Occasionally I find myself day-dreaming about the ideal garden. I enjoy colours, but I also try to have something fragrant at every season. If you want colour and scent combined, the choice is rather limited: most colourful flowers are unscented and most scented flowers are white so that they show up in the dark to attract the moths and other nocturnal creatures which are essential for pollination.
Exceptions include some roses, although many of the most beautiful hybrids have no scent at all. Hong Kong conditions are best suited to miniatures (some of which are scented) and to the scented local climbing varieties, the pink Seven Sisters and white Cherokee roses.
Petunias have been hybridised over decades to produce ever more spectacular colours, although scent is not a priority. For some reason, many of the purple cultivars are highly scented, especially in humid conditions, which makes them ideal for Hong Kong’s winter.
Like hybrid roses, florists’ Freesias are bred for looks only. But if you can find a packet of mixed freesia corms, they thrive in containers in Hong Kong and most colours are wonderfully fragrant. It’s not too late to plant them now, pointed end uppermost, about 4cm deep in rich, well-draining potting mix, approximately six to a 12cm pot. You can more or less forget about them until the leaves start to sprout (this can take about 3 months) but don’t overwater in the meantime. Once leaves appear, put them in full sun, don’t let the pots dry out and by April-May you should have a pot full of long-lasting flowers. They won’t have the long stems of cut freesias, but they will give you pleasure for a month or more in their growing pots. Feed them with slow release fertilizer after the flowers finish to produce good corms that should last from one year to the next; you can lift them once the leaves dry off or just leave them in the pot where they seem to survive quite well until the next planting season.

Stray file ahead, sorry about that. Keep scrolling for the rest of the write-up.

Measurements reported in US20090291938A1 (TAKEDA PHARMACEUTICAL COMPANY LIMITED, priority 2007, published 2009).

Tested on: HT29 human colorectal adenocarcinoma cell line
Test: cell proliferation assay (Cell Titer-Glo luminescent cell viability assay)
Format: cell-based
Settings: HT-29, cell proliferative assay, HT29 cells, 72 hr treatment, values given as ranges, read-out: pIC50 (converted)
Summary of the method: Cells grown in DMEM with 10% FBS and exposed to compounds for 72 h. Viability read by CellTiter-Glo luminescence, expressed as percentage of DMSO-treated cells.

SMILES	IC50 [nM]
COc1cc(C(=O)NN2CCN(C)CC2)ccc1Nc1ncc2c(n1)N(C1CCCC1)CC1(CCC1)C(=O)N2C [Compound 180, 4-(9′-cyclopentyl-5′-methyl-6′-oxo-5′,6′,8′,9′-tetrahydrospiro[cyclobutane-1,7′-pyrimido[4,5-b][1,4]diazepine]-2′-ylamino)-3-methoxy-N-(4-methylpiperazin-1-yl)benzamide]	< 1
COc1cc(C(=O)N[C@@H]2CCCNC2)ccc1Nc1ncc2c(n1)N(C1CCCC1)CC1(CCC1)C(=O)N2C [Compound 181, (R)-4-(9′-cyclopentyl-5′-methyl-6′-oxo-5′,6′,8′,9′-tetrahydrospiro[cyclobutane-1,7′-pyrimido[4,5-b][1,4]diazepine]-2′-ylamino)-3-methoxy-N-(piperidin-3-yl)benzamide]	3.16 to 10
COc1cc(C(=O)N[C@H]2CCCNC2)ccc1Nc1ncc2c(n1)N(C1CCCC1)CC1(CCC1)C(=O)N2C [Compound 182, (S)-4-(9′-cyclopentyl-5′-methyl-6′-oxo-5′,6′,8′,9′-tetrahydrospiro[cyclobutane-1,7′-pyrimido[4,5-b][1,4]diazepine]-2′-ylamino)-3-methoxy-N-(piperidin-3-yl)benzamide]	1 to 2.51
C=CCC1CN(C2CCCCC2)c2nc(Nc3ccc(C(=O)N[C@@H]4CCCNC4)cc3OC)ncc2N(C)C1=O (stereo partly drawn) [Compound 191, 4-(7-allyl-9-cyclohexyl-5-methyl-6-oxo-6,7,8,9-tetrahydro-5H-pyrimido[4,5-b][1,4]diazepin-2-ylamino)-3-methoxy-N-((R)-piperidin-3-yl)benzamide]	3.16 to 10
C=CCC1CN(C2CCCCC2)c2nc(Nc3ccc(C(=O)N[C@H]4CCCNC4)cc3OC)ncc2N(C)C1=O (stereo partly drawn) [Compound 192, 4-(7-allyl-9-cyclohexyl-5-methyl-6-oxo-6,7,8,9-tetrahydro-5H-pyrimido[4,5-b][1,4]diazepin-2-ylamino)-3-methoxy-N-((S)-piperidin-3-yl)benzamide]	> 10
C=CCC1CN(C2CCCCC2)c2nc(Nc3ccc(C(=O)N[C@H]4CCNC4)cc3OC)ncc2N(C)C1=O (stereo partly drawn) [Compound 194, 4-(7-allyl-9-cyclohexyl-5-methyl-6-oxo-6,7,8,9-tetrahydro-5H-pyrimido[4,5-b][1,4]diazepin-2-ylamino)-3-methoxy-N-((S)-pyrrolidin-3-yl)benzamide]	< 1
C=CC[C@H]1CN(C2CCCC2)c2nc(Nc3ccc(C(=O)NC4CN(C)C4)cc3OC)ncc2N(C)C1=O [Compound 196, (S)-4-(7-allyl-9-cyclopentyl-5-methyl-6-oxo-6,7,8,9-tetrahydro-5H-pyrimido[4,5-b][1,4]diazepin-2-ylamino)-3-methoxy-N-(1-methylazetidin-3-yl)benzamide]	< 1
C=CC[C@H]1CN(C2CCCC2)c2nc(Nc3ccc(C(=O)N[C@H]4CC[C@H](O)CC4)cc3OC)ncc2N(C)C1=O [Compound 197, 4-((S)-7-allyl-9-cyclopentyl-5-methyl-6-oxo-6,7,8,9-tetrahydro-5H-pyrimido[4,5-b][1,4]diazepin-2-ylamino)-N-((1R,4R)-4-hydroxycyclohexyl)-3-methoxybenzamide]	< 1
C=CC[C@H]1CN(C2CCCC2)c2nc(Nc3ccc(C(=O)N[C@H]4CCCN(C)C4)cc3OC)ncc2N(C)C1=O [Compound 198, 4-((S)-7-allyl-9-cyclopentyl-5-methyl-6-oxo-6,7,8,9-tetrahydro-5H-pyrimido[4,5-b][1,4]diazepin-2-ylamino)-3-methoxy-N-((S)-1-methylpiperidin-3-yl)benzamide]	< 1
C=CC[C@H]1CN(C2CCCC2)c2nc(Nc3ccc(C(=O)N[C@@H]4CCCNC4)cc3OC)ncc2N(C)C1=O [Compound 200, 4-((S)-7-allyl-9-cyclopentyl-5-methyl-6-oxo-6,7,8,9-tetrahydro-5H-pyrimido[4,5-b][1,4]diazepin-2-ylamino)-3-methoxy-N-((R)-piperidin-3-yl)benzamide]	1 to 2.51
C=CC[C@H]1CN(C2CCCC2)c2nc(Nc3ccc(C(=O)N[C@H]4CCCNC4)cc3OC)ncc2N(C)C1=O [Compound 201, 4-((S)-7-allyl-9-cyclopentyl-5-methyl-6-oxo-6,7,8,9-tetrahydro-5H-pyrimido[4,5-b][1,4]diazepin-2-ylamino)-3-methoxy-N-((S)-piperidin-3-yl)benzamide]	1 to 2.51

The thousands of different orchids in this world include some that are intensely fragrant. A few combine beauty and scent while some favourite Chinese orchids are so inconspicuous that only their scent tells you that they are blooming at all.
You can have colour and scent if you have space for a Bauhinia blakeana, the intensely perfumed “Hong Kong Orchid” tree. Other members of the same family are also scented. If you have a wall or fence that you would like to cover, try the Bauhinia glauca, which has dainty leaves and pretty white flowers that look pink on account of their red stripe. All this family grows fast, so don’t even think about it unless you can cope with a tree that can reach 15 metres within a few years.
My garden is small so I try to select plants that earn their space for at least six weeks in a year. This is why I long since gave up on Honeysuckle: I love the smell and the flowers are pretty, but its flowering span is too short to justify the space that it requires to grow well. But I do have other creepers including a Stephanotis that sulks for much of the time, but is so gorgeous when it blooms that I cannot bring myself to discard it.